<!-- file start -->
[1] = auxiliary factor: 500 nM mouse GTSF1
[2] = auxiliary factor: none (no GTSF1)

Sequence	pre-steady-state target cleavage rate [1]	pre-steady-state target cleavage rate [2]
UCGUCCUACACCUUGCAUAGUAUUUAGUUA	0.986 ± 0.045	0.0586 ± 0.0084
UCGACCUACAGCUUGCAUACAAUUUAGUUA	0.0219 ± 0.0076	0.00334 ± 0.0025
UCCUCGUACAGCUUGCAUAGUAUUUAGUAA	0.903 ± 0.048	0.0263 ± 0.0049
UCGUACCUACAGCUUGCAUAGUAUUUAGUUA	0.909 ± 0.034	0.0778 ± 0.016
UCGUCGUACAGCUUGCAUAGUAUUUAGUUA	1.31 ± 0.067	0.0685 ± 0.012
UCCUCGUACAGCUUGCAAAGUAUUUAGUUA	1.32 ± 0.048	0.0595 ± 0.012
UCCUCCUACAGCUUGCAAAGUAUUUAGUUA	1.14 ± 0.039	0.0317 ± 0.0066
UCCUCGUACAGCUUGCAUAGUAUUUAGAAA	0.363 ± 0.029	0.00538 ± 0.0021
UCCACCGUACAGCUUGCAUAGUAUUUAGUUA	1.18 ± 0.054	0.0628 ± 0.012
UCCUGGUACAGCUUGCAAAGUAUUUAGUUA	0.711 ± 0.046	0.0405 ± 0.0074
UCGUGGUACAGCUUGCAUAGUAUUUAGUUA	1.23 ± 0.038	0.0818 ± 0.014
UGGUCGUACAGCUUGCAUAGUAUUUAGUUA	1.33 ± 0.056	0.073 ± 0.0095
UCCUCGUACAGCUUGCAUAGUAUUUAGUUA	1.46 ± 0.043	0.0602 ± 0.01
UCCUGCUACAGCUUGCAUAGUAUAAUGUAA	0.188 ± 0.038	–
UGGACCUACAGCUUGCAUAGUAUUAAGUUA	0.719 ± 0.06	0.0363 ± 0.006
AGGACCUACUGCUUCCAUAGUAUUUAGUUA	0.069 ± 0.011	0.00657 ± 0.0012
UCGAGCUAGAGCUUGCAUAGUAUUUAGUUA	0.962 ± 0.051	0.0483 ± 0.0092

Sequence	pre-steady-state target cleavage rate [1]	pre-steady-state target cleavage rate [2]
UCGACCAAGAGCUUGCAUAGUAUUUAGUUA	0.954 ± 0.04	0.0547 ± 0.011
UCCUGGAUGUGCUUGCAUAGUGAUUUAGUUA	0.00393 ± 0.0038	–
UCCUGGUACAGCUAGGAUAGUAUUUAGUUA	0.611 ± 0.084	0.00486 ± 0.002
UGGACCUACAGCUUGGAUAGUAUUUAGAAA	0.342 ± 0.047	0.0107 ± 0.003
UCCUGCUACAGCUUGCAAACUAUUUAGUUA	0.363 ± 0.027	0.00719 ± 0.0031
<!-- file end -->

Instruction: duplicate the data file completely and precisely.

[1] = auxiliary factor: 500 nM mouse GTSF1
[2] = auxiliary factor: none (no GTSF1)

Sequence	pre-steady-state target cleavage rate [1]	pre-steady-state target cleavage rate [2]
UCGUCCUACACCUUGCAUAGUAUUUAGUUA	0.986 ± 0.045	0.0586 ± 0.0084
UCGACCUACAGCUUGCAUACAAUUUAGUUA	0.0219 ± 0.0076	0.00334 ± 0.0025
UCCUCGUACAGCUUGCAUAGUAUUUAGUAA	0.903 ± 0.048	0.0263 ± 0.0049
UCGUACCUACAGCUUGCAUAGUAUUUAGUUA	0.909 ± 0.034	0.0778 ± 0.016
UCGUCGUACAGCUUGCAUAGUAUUUAGUUA	1.31 ± 0.067	0.0685 ± 0.012
UCCUCGUACAGCUUGCAAAGUAUUUAGUUA	1.32 ± 0.048	0.0595 ± 0.012
UCCUCCUACAGCUUGCAAAGUAUUUAGUUA	1.14 ± 0.039	0.0317 ± 0.0066
UCCUCGUACAGCUUGCAUAGUAUUUAGAAA	0.363 ± 0.029	0.00538 ± 0.0021
UCCACCGUACAGCUUGCAUAGUAUUUAGUUA	1.18 ± 0.054	0.0628 ± 0.012
UCCUGGUACAGCUUGCAAAGUAUUUAGUUA	0.711 ± 0.046	0.0405 ± 0.0074
UCGUGGUACAGCUUGCAUAGUAUUUAGUUA	1.23 ± 0.038	0.0818 ± 0.014
UGGUCGUACAGCUUGCAUAGUAUUUAGUUA	1.33 ± 0.056	0.073 ± 0.0095
UCCUCGUACAGCUUGCAUAGUAUUUAGUUA	1.46 ± 0.043	0.0602 ± 0.01
UCCUGCUACAGCUUGCAUAGUAUAAUGUAA	0.188 ± 0.038	–
UGGACCUACAGCUUGCAUAGUAUUAAGUUA	0.719 ± 0.06	0.0363 ± 0.006
AGGACCUACUGCUUCCAUAGUAUUUAGUUA	0.069 ± 0.011	0.00657 ± 0.0012
UCGAGCUAGAGCUUGCAUAGUAUUUAGUUA	0.962 ± 0.051	0.0483 ± 0.0092

Sequence	pre-steady-state target cleavage rate [1]	pre-steady-state target cleavage rate [2]
UCGACCAAGAGCUUGCAUAGUAUUUAGUUA	0.954 ± 0.04	0.0547 ± 0.011
UCCUGGAUGUGCUUGCAUAGUGAUUUAGUUA	0.00393 ± 0.0038	–
UCCUGGUACAGCUAGGAUAGUAUUUAGUUA	0.611 ± 0.084	0.00486 ± 0.002
UGGACCUACAGCUUGGAUAGUAUUUAGAAA	0.342 ± 0.047	0.0107 ± 0.003
UCCUGCUACAGCUUGCAAACUAUUUAGUUA	0.363 ± 0.027	0.00719 ± 0.0031